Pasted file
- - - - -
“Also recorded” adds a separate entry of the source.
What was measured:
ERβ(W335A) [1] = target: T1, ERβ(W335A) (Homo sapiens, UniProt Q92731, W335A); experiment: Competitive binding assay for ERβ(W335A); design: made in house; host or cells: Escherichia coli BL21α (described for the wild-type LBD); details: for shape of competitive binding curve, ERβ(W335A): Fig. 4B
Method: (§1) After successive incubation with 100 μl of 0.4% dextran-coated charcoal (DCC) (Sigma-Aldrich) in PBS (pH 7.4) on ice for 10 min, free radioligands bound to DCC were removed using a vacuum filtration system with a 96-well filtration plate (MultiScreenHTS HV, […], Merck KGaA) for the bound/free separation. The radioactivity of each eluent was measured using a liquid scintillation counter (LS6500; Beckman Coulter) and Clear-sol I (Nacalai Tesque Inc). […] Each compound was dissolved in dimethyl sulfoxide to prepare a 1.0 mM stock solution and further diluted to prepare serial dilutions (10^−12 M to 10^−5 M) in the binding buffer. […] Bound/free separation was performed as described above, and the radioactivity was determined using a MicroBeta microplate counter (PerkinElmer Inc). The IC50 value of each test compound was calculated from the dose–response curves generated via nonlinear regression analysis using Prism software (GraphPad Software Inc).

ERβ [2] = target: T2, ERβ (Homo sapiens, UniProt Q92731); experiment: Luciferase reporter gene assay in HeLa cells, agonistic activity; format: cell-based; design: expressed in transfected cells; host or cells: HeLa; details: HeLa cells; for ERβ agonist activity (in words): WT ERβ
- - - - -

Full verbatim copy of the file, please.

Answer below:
“Also recorded” adds a separate entry of the source.
What was measured:
ERβ(W335A) [1] = target: T1, ERβ(W335A) (Homo sapiens, UniProt Q92731, W335A); experiment: Competitive binding assay for ERβ(W335A); design: made in house; host or cells: Escherichia coli BL21α (described for the wild-type LBD); details: for shape of competitive binding curve, ERβ(W335A): Fig. 4B
Method: (§1) After successive incubation with 100 μl of 0.4% dextran-coated charcoal (DCC) (Sigma-Aldrich) in PBS (pH 7.4) on ice for 10 min, free radioligands bound to DCC were removed using a vacuum filtration system with a 96-well filtration plate (MultiScreenHTS HV, […], Merck KGaA) for the bound/free separation. The radioactivity of each eluent was measured using a liquid scintillation counter (LS6500; Beckman Coulter) and Clear-sol I (Nacalai Tesque Inc). […] Each compound was dissolved in dimethyl sulfoxide to prepare a 1.0 mM stock solution and further diluted to prepare serial dilutions (10^−12 M to 10^−5 M) in the binding buffer. […] Bound/free separation was performed as described above, and the radioactivity was determined using a MicroBeta microplate counter (PerkinElmer Inc). The IC50 value of each test compound was calculated from the dose–response curves generated via nonlinear regression analysis using Prism software (GraphPad Software Inc).

ERβ [2] = target: T2, ERβ (Homo sapiens, UniProt Q92731); experiment: Luciferase reporter gene assay in HeLa cells, agonistic activity; format: cell-based; design: expressed in transfected cells; host or cells: HeLa; details: HeLa cells; for ERβ agonist activity (in words): WT ERβ